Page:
Caitlin Sinead, author of Heartsick (Carina Press) is passing it on with a free query critique to those who subscribe to her website: And she has reasonable rates for a query or query/10 page critique as well. All this from a writer whose second novel (Redblooded, summer 2015) is soon available and whose work has garnered praise from primo pubs like Glimmer Train and Alfred Hitchcock’s Mystery Magazine. (Other works are available online.)
You can follow links to her blog contributions at Trouble the Write Way, too. Check out the March 5, 2015 post about details in writing. How much is enough — or too much? It’s critical to narrow down the details so that each sentence reflects the story arc. “If the reader doesn’t need to know that — CUT!” she writes.
Photo Credit: Tim Coburn
The best of the many cartoons and pics of demonstrations against the murders of the Paris cartoonists and policemen.
Check out the image of Charlie Brown with his head in his hands. Charlie Hebdo (weekly Charlie) was named for the sad sack character. But no sad sacks at the CH — just the courage of men and women expressing freedom of thought through humor and satire.
Sixty-one journalists were murdered in 2014. Vive la presse.
Check out this tongue-in-cheek critique from Writer Unboxed: Dear Dwight. Love it!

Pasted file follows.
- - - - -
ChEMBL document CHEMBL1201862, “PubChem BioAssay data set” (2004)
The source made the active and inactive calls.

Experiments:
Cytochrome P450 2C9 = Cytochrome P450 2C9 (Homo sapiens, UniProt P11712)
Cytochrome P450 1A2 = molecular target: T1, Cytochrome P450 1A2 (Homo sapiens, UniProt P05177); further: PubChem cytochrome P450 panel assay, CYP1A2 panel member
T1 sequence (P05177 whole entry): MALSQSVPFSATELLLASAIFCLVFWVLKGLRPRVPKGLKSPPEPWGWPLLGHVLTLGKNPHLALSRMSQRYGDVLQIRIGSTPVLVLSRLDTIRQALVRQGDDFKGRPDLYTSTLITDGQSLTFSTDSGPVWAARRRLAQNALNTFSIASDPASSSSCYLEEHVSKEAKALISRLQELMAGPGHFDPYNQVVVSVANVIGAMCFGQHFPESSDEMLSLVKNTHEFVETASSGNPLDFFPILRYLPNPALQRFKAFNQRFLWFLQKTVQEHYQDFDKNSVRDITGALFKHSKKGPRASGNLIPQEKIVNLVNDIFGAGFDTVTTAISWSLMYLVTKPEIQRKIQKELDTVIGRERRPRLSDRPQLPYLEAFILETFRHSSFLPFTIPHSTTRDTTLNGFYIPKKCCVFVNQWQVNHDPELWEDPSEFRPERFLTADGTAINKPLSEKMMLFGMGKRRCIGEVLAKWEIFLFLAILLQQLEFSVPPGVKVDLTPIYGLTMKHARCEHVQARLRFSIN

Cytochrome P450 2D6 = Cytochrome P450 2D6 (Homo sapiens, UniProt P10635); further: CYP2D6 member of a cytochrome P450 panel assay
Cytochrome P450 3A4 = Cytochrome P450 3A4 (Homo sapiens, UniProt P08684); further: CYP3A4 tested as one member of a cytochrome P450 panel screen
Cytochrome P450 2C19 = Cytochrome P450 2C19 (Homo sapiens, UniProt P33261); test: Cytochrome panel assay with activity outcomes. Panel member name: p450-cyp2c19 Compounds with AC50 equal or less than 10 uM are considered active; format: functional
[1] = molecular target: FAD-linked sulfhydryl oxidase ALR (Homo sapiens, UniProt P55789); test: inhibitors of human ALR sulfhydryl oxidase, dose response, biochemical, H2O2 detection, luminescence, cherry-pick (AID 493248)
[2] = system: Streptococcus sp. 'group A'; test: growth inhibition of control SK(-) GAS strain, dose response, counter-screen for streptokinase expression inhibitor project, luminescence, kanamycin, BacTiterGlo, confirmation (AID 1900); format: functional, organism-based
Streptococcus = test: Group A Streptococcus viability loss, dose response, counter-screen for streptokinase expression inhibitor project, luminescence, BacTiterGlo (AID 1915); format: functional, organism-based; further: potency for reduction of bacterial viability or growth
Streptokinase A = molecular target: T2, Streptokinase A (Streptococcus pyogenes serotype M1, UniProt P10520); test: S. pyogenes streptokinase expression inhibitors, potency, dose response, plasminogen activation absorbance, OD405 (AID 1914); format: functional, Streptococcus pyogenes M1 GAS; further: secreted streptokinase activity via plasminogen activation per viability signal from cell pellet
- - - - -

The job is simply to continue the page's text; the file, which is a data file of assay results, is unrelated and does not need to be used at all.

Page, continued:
A satire on the comments from a hypothetical women’s magazine editor is spot on. Nearly choked on the memories it evoked.
Check out this take on a BBC news story edit.
A recent article by avowed nonHunger Games reader Laura C. Mallonee in Time For Teen Fantasy Heroines To Grow Up, touched on some, well, touchy issues. Too much romance. Too dark dystopian. Too few books for boys. Worlds are not realistic. Girls learn nothing. The lengthy article has caused its own firestorm, on the eve of the Hunger Games newest movie release.
Next event: the Shattersnipe: Malcontent and Rainbows blog by Foz Meadows has created a response that begins with a bingo format. With the center free space “Hunger Games and Twilight,” you find squares such as “author doesn’t read YA” and “some YA is bad therefore all YA is bad,” and “Only talks about white authors.”
What follows is a careful rebuttal of Mallonee’s article. So go on over, read Mallonee first then check out the Shattersnipe article. May the oddness be ever in your favor!